The Basics of Schizophrenia: Everything You Need To Know
paranoid thoughts, delusions, or hallucinations, which means that they hear or see things that are not there or believe things that are not true. They may think that their next-door neighbor is trying to spy on them or that radio stations are broadcasting their thoughts aloud to others. They may also see, smell or hear things that aren’t real, including voices in their heads.
To others, they might seem unemotional, and their speech may be flat, something that doctors call “flat affect.” Like people with major depression, they may be unable to enjoy things that should be fun or pleasurable.
Many people with schizophrenia are withdrawn and don’t make friends easily. Their thinking may also be muddled, making it difficult to pay attention, process complex ideas, remember things or organize their thoughts into clear speech.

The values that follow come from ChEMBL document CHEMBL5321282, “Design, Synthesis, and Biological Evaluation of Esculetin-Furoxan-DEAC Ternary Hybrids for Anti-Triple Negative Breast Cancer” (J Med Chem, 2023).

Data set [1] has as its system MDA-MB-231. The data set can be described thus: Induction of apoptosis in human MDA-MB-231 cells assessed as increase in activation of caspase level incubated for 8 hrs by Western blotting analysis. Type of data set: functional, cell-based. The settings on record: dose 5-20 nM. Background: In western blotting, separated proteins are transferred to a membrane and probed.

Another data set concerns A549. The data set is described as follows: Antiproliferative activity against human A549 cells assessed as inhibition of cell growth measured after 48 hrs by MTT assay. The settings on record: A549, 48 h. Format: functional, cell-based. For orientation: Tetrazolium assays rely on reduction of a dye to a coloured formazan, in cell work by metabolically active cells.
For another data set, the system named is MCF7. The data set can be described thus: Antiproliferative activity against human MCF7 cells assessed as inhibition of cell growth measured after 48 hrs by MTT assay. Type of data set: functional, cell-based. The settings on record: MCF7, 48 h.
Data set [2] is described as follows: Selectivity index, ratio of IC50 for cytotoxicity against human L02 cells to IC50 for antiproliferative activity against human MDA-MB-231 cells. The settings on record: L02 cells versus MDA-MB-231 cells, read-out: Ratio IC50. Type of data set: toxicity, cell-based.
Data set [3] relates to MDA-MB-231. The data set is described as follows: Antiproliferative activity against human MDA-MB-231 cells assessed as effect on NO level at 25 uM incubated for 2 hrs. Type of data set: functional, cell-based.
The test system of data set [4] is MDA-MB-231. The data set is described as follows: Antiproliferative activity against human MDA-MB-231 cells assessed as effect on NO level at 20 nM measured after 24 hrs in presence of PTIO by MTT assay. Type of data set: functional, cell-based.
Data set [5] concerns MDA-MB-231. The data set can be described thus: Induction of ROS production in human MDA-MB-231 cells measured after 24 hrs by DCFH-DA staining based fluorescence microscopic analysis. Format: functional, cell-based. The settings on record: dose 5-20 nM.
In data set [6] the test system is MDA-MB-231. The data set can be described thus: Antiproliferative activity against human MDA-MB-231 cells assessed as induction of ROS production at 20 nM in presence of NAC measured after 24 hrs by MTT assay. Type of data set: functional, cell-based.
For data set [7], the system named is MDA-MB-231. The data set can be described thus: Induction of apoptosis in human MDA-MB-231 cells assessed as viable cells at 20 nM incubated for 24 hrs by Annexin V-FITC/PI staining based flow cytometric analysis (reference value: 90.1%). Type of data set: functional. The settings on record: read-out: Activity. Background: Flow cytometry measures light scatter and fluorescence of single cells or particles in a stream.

Some people with schizophrenia may also have movement disorders, like muscle twitches, repetitive motions, or general clumsiness.
Depending on what type of schizophrenia a person has, some symptoms may be stronger than others. People with schizophrenia may be brilliant, like the Nobel prize-winning mathematician John Nash, but they still need treatment. People with paranoid schizophrenia, for example, may not have much trouble with their moods or thinking, but they are plagued by delusions and hallucinations.